· During General Audience Catechesis Benedict XVI reminds priests of their duty to sanctify ·
On Wednesday, 5 May, at the General Audience in St Peter's Square, the Holy Father mentioned briefly the highlight of his recent Pastoral Visit to Turin on Sunday, 2 May, his opportunity to pray before the Holy Shroud. With the end of the Year for Priests in sight, the Pope then returned to the specific ministry of priests and their ministry of sanctification, which brings priests “into life-giving contact with the mystery of God's holiness”. The following is a translation of the Holy Father's Catechesis, which was given in Italian.
Dear Brothers and Sisters,
Last Sunday, on my Pastoral Visit to Turin, I had the joy of pausing in prayer before the Holy Shroud, joining the more than two million pilgrims who have been able to contemplate it during the solemn Exposition of these days. That sacred Cloth can nourish and foster faith and reinvigorate Christian devotion because it is an incentive to go to the Face of Christ, to the Body of the Crucified and Risen Christ, to contemplate the Paschal Mystery, the heart of the Christian Message.
We, dear Brothers and Sisters, are living members of the Body of the Risen Christ, alive and active in history (cf. Rom 12:5), each one in accordance with the role, that is, the task the Lord has wished to entrust to each one of us.
Today, in this Catechesis, I would like to return to the specific tasks of priests, which tradition claims are essentially three: teaching, sanctifying and governing.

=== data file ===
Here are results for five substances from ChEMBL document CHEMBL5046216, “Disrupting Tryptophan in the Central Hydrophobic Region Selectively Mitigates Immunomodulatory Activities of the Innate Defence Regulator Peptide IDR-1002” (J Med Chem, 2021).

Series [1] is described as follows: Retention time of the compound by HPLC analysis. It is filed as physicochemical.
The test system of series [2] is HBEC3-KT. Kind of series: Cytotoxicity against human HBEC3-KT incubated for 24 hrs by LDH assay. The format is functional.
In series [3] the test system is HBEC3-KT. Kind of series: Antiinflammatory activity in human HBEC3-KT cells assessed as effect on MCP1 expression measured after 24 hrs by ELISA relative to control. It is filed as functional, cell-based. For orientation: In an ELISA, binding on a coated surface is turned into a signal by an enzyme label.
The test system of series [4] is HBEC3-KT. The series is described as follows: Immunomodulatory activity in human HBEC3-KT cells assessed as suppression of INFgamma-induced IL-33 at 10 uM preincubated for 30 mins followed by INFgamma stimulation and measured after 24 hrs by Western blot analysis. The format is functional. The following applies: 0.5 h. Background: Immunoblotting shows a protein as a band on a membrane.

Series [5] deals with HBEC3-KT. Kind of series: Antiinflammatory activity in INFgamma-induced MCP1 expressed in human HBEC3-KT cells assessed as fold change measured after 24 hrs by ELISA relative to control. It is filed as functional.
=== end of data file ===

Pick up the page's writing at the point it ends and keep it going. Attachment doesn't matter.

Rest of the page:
In one of our previous Catecheses I spoke on the first of these three duties: teaching, the proclamation of the truth, the proclamation of God revealed in Christ or, – in other words – the prophetic task of putting the person in touch with the truth, of helping him to know the essential of his life, of reality itself.
Today I would like to reflect with you briefly on the priest's second duty, that of sanctifying people, above all through the sacraments and the worship of the Church.
Here we must ask ourselves first of all: what does the word “Holy” mean? The answer is: “Holy” is God's specific quality of being, namely, absolute truth, goodness, love, beauty – pure light. Thus sanctifying a person means putting him or her in touch with God, with this being light, truth, pure love.
It is obvious that such contact transforms the person. The ancients had this firm conviction: no one can see God without dying instantly. The power of truth and light is too great! If the human being touches this absolute current, he cannot survive.
On the other hand there is also the conviction: without a minimal contact with God man cannot live. Truth, goodness and love are fundamental conditions of his being. The question is: how can man find that contact with God, which is fundamental, without dying overpowered by the greatness of his divine being? The Church's faith tells us that God himself creates this contact that gradually transforms us into true images of God.